looking west towards Bathurst & Orange from Mt Horrible

Winburndale Nature Reserve is not too far from Bathurst on the NSW Central Tablelands & was created in August 1967 covering an area of 10,750ha and an altitude range of 800 metres to 1,266 metres near Mount Winburndale.

The change in vegetation reflects the diverse habitats over the altitude and geographical range. There are stands of snow gum at Mt. Horrible while at locations slightly less exposed, snow gum-mountain gum association occurs. At lower altitudes the eucalyptus association can be mountain gum, broad and narrow leaved peppermint and Red Stringybark. On the cooler slopes, red stringybark becomes dominant. On the western slopes, scribbly gum is very common, often in conjunction with a slate strewn ground surface.

The gullies as well as containing several species of tall-growing acacias, harbour a wet sclerophyll vegetation and include such eucalypt species as rough barked manna gum, brown barrel and apple box. At the lowest altitudes red box and yellow box occur. The vulnerable capertee stringybark is found on the midslopes within the Nature Reserve.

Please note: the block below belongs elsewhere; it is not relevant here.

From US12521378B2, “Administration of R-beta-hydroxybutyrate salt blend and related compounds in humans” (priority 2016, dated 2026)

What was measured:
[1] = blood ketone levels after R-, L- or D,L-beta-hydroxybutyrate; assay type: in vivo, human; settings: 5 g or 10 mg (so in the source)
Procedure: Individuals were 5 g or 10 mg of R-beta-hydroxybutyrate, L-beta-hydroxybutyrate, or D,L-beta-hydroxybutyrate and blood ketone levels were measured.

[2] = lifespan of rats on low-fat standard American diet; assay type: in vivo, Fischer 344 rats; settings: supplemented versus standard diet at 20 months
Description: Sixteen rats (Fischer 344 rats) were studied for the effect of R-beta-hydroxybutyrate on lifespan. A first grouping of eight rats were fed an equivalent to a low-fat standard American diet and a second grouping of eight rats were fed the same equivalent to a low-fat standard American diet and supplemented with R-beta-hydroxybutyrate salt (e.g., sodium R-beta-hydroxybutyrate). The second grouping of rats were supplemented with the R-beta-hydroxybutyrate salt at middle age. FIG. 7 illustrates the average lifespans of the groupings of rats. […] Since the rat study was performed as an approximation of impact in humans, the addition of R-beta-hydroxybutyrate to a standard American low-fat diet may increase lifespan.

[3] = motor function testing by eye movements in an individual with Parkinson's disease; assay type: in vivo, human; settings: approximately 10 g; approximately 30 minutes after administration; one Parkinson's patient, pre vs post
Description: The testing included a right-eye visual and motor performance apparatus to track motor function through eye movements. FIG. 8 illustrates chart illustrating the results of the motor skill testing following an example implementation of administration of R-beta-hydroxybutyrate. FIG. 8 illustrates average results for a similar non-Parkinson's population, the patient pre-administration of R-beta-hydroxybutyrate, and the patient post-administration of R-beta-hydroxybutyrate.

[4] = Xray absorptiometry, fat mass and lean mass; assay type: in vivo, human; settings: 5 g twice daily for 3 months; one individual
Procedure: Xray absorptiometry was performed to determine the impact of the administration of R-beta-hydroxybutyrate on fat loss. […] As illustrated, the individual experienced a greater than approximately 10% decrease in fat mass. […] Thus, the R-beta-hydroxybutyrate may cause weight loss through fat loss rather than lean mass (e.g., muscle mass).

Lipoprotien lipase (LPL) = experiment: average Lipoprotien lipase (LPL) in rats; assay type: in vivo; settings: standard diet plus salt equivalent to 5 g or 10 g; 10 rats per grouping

The diverse vegetation communities provides a habitat for a number of animals, including eastern grey kangaroo, red-neck wallaby, platypus, wombats, echidnas, quolls, koalas and a variety of bird and reptile species. The Purple Copper Butterfly, one of the rarest species of butterfly in Australia is endemic to NSW and depends upon blackthorn, an understorey plant species, for survival. Both  have been recorded in the past.

Twenty-two Aboriginal sites have been recorded within Winburndale Nature Reserve, made up of ten scarred trees, seven isolated artefact finds, three stone arrangements, one artefact open scatter site and one re-burial.